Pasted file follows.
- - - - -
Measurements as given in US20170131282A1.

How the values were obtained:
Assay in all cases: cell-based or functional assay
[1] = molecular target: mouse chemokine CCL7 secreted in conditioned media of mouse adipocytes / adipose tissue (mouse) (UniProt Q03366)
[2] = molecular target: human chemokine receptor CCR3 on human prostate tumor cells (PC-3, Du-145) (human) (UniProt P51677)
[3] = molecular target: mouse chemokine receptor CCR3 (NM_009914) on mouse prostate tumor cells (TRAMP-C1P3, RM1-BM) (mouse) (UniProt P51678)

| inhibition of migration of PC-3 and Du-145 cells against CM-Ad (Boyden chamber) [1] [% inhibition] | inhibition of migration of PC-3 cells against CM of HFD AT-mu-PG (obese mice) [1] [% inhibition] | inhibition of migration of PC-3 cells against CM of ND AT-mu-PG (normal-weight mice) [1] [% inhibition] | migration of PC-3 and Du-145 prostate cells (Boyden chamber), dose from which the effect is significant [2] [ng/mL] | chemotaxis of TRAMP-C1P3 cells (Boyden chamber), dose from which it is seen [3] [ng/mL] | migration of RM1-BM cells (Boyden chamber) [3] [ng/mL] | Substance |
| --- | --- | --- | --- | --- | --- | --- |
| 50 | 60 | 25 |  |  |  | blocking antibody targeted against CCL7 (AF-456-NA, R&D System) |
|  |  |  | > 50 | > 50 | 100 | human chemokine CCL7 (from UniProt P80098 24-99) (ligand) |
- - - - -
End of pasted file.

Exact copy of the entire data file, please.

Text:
Measurements as given in US20170131282A1.

How the values were obtained:
Assay in all cases: cell-based or functional assay
[1] = molecular target: mouse chemokine CCL7 secreted in conditioned media of mouse adipocytes / adipose tissue (mouse) (UniProt Q03366)
[2] = molecular target: human chemokine receptor CCR3 on human prostate tumor cells (PC-3, Du-145) (human) (UniProt P51677)
[3] = molecular target: mouse chemokine receptor CCR3 (NM_009914) on mouse prostate tumor cells (TRAMP-C1P3, RM1-BM) (mouse) (UniProt P51678)

| inhibition of migration of PC-3 and Du-145 cells against CM-Ad (Boyden chamber) [1] [% inhibition] | inhibition of migration of PC-3 cells against CM of HFD AT-mu-PG (obese mice) [1] [% inhibition] | inhibition of migration of PC-3 cells against CM of ND AT-mu-PG (normal-weight mice) [1] [% inhibition] | migration of PC-3 and Du-145 prostate cells (Boyden chamber), dose from which the effect is significant [2] [ng/mL] | chemotaxis of TRAMP-C1P3 cells (Boyden chamber), dose from which it is seen [3] [ng/mL] | migration of RM1-BM cells (Boyden chamber) [3] [ng/mL] | Substance |
| --- | --- | --- | --- | --- | --- | --- |
| 50 | 60 | 25 |  |  |  | blocking antibody targeted against CCL7 (AF-456-NA, R&D System) |
|  |  |  | > 50 | > 50 | 100 | human chemokine CCL7 (from UniProt P80098 24-99) (ligand) |